Colorado Senator Jessie Danielson has strong admiration for the farm workers who do back-breaking and sometimes dangerous work to get food to our table. With deep roots in Colorado agriculture, Sen. Danielson has seen firsthand how hard farm workers work and yet they aren’t afforded some of the basic protections provided to people working in other sectors.
Sen. Danielson’s father and grandfather both were farmers who raised lambs, hogs and beef. They also grew all of the feed for the livestock where they farmed in Ault, Colorado. Growing up, she was very aware of the struggles farm workers faced. The Chicano movement got its start in Colorado and Sen. Danielson remembers learning the stories of the incredible work of labor leaders, such as Ceasar Chavez, Dolores Huerta and Jose Calderon, who went to school with her father.
The people who do these jobs work long hours with very few if any protections. “Yet agriculture workers have been carved out of labor laws and are not afforded the same protections as workers in any other industry—protections that I consider to be basic human rights.” Sen. Danielson says.
Last year, a coalition of nearly 90 labor, environment, beginning farmer, and immigrant-rights organizations came together to advocate for a bill that would raise farm workers’ wages up to minimum wage, provide overtime pay if they work more than 12 hours per day or over 40 hours per week and allow agriculture workers the right to unionize.
When Sen. Danielson heard about the draft bill language and that the coalition was looking for a bill sponsor; she knew she wanted to be a partner in the effort.
SB 87 would grant farm workers basic rights and protections such as overtime, breaks for meals, and the right to form a union. Thanks to its common sense, basic rights protections, the bill has gotten traction and is moving through the senate. Some 24 other states already have farmworker protection laws on the books, but currently Colorado has none.
In the 2021 session several other states moved to increase farm workers rights including Oregon, Washington and Massachusetts. Most recently Washington state passed a bill granting overtime pay to agricultural workers, a right they have not had access to since 1938. The bill passed with significant bi-partisan support and was supported by President Biden.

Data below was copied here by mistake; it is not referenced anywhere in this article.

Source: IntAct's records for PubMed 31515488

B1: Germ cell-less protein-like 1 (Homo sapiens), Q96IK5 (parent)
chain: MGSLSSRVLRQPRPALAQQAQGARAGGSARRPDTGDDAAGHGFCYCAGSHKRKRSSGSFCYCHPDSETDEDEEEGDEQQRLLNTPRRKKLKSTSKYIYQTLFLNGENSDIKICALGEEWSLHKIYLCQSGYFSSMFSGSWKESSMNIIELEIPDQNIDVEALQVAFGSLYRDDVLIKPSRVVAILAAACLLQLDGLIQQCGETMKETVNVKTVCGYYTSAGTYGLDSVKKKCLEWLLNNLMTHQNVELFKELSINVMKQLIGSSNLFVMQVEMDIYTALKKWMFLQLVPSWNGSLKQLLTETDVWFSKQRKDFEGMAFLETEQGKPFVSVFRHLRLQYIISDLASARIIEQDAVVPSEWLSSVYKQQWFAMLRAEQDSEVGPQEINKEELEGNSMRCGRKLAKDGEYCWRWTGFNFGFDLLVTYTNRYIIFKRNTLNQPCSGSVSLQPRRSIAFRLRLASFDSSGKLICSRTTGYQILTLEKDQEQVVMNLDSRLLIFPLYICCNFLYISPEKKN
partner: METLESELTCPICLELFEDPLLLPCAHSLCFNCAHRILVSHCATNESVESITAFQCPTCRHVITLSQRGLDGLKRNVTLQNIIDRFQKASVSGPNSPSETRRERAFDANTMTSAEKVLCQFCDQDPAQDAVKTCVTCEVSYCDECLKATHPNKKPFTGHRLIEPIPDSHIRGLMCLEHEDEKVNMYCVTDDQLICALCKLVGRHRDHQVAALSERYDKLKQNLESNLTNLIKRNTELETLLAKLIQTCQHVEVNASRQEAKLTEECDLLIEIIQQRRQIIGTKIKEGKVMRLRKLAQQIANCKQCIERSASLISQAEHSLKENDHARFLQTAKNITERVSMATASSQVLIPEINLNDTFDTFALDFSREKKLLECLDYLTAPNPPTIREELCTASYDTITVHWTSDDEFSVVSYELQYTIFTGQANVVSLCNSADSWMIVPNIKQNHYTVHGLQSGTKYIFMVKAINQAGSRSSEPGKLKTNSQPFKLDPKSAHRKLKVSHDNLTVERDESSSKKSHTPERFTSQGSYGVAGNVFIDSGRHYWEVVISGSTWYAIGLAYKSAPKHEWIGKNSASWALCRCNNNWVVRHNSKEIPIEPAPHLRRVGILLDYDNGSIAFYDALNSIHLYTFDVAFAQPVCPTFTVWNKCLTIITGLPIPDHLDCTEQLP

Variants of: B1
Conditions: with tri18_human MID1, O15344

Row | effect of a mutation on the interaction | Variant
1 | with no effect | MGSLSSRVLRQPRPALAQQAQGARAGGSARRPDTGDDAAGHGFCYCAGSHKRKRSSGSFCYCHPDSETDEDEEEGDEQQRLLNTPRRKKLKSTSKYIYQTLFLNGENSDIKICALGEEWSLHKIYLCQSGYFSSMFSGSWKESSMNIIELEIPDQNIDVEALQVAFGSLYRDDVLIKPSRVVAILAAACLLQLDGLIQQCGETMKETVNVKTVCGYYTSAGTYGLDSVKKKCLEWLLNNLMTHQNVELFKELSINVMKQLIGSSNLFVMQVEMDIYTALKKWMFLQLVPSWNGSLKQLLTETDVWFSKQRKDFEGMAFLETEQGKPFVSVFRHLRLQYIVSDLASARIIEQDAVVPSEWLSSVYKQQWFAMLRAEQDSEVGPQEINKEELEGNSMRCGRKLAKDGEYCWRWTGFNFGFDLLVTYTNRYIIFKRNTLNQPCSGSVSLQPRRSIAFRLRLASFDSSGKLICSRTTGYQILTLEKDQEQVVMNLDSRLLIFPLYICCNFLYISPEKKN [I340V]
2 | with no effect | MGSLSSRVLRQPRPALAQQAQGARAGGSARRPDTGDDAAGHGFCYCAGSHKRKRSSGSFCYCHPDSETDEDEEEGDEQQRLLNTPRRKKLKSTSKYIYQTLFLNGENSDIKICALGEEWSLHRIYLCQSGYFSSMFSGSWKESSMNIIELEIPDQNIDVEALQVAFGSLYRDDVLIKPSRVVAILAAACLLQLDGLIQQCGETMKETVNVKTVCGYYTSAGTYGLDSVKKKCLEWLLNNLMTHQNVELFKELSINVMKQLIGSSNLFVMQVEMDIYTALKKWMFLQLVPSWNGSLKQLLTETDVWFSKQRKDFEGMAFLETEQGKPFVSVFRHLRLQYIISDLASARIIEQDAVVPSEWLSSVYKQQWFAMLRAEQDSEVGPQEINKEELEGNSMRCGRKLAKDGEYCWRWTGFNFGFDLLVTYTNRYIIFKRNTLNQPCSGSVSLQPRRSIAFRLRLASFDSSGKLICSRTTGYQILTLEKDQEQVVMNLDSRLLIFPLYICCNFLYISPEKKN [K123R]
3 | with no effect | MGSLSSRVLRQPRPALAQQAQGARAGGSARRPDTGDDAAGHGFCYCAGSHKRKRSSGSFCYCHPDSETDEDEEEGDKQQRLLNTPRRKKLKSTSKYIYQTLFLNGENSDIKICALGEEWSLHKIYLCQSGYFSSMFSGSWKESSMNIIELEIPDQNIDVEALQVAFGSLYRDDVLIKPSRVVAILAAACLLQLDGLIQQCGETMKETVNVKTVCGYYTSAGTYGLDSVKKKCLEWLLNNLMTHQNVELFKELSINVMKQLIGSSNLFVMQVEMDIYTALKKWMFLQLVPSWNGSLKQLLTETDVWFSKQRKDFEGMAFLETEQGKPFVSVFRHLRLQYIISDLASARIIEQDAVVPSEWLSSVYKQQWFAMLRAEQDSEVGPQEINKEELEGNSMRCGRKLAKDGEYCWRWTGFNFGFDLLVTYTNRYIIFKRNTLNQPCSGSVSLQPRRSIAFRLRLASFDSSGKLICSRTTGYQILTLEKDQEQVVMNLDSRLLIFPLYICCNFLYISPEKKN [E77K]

Sen. Danielson believes that the outlook for SB 87 is good. It will likely pass the Senate this week and if it passes, will head the house next week. There is a path forward in the House and the bill, with amendments, will likely make it to the Governor’s desk for a signature.
Last week, Sen. Danielson got a nice surprise when civil rights legend Dolores Huerta, who co-founded United Farm Workers with Ceasar Chavez, weighed in on her bill and in a video, asked the Colorado legislature to pass SB 87. The video further energized Sen. Danielson and she is as committed as ever to do what she can to improve the lives of farm workers.
.@DoloresHuerta, co-founder of UFW (@UFWupdates) with Cesar Chavez, calls on @GovofCO and all #coleg members to support #SB87: "It is time that we recognize them and respect them by giving them these basic human rights. We can do it! ¡Sí se puede!" #AgWorkersRights #copolitics pic.twitter.com/OtWPVd8n54
— Sen. Jessie Danielson (@JessieDanielson) May 5, 2021
“It’s time we do right by the people who put food on our table. They do the back breaking labor and those employers are able to skirt minimum wage law and profit off of the backs of those workers. When all workers have access to standard protections it makes our economy and communities stronger.”
The legislator: Senator Jessie Danielson; represents Colorado’s District 20; Been serving in the legislature since 2015.
Advice to other legislators: “Be bold. Take a stand. Do what’s right for the people you serve. The public supports and embraces you.”